Gandhi: Yes he is afraid! Oh yes, he wants control! Yes, he wants to dominate nature because he is fearful of her! He wants to bend her to his will, to put her on the rack and get answers out of her. Thank you Mr Bacon, merci Monsieur Descartes, for the exciting but false inspiration you gave humanity! How naïve it is for a mortal creature to want to do something like this. What a useless task it is to try to control nature without knowing how to control yourself, your own fear. For if you knew how to control you, you would no longer need to bend nature to your needs – you would blend with her. You would remain part of her, as you have always been meant to be, as on the day you were born, so on the day you died. Do you think Indians could not control nature if we wanted to? Do you think we could not have made engines or microscopes? We made a decision not to. Our ancestors knew that human happiness is a mental state, so they set limits to what we should do with our bodies. They discouraged us from luxuries, and we have managed with the same kind of plow that existed thousands of years ago. We live in the same shacks we lived in before; and our education remains the same as in former times –

Mill: But what if you saw someone tinkering with his plow and he told you he had an idea how to improve it? What would you say to him?

Gandhi: I’d tell him there was no need for improvement. Our ancestors managed quite well, and a new plow will not make anyone happy. It will make him happier for a short while. And then he will get used to it and be miserable again.

Mill: But that’s not the point. He had a spark of creativity in him, perhaps the most human of all things, and you’ve just killed it. You blew out the most precious and vulnerable light flickering in his soul – insight.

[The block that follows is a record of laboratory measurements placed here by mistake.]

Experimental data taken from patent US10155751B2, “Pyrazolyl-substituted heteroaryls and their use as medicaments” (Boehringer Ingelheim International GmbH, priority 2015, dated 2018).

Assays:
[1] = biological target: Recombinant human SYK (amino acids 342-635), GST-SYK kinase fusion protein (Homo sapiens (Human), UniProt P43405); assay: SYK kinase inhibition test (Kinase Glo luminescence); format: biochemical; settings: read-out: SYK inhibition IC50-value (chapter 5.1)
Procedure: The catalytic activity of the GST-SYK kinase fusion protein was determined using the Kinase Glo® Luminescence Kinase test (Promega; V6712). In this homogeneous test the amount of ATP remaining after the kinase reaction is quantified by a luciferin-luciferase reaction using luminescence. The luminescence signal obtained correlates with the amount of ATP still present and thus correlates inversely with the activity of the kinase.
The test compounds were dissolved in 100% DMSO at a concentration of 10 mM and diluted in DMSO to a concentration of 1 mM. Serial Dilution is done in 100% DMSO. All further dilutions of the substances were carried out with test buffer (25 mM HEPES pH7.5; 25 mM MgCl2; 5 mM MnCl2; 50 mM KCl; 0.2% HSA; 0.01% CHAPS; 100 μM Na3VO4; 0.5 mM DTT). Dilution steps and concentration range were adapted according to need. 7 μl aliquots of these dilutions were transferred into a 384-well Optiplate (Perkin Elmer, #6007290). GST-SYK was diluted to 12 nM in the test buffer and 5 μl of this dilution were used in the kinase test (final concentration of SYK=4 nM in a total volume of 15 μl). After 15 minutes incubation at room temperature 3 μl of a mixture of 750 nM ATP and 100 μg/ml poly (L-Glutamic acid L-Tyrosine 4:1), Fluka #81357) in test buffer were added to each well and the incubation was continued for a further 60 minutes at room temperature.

Gandhi: Your civilization has had many insights. So what? It has created great technological wonders. Yet the more impressive they are, the more arrogant you become, the more sure of yourself. But are you any happier? Does your machine gun make you happier?

Mill: No one is happier because of the machine gun; but no one is surprised by it either. To invent better weapons is business as usual for humanity; but to invent penicillin is not. Would you not recognize penicillin as progress in human affairs?

Gandhi: But this ‘progress’ of yours, indeed your whole so-called civilization, are by-products of war, of fear. All your improvements come from it. Your innovation is driven by fear of being hurt or enslaved by an enemy, or a presumed enemy, or an enemy you create in your own mind. A man wants to protect himself, and out of fear he builds a fence. If he did not fear, would he build the fence?